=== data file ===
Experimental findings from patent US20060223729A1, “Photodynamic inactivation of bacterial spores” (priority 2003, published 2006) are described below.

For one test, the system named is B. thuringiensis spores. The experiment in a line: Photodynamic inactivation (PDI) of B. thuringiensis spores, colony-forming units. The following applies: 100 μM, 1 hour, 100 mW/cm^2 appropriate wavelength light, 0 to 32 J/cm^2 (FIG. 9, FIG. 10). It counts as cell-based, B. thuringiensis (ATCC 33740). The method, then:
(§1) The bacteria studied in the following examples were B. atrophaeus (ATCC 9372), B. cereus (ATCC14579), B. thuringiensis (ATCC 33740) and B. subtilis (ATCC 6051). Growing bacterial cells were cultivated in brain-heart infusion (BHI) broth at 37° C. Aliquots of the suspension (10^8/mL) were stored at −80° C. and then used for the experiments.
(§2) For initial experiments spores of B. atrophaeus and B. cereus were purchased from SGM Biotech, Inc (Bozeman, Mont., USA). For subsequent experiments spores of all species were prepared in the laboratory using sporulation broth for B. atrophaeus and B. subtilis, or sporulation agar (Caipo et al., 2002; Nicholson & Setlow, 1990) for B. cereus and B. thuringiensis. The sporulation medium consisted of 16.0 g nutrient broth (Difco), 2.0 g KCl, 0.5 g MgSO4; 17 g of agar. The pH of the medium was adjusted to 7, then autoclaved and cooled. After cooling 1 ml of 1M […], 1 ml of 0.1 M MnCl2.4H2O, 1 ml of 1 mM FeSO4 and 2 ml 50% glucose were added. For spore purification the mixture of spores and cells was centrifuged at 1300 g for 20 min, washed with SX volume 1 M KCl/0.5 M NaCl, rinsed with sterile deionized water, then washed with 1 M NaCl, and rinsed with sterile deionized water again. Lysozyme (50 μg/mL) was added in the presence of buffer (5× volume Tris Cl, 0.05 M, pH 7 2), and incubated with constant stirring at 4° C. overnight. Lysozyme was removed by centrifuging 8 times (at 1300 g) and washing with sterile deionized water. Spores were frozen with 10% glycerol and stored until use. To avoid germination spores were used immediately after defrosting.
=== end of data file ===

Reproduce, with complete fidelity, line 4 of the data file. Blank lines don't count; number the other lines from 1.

(§2) For initial experiments spores of B. atrophaeus and B. cereus were purchased from SGM Biotech, Inc (Bozeman, Mont., USA). For subsequent experiments spores of all species were prepared in the laboratory using sporulation broth for B. atrophaeus and B. subtilis, or sporulation agar (Caipo et al., 2002; Nicholson & Setlow, 1990) for B. cereus and B. thuringiensis. The sporulation medium consisted of 16.0 g nutrient broth (Difco), 2.0 g KCl, 0.5 g MgSO4; 17 g of agar. The pH of the medium was adjusted to 7, then autoclaved and cooled. After cooling 1 ml of 1M […], 1 ml of 0.1 M MnCl2.4H2O, 1 ml of 1 mM FeSO4 and 2 ml 50% glucose were added. For spore purification the mixture of spores and cells was centrifuged at 1300 g for 20 min, washed with SX volume 1 M KCl/0.5 M NaCl, rinsed with sterile deionized water, then washed with 1 M NaCl, and rinsed with sterile deionized water again. Lysozyme (50 μg/mL) was added in the presence of buffer (5× volume Tris Cl, 0.05 M, pH 7 2), and incubated with constant stirring at 4° C. overnight. Lysozyme was removed by centrifuging 8 times (at 1300 g) and washing with sterile deionized water. Spores were frozen with 10% glycerol and stored until use. To avoid germination spores were used immediately after defrosting.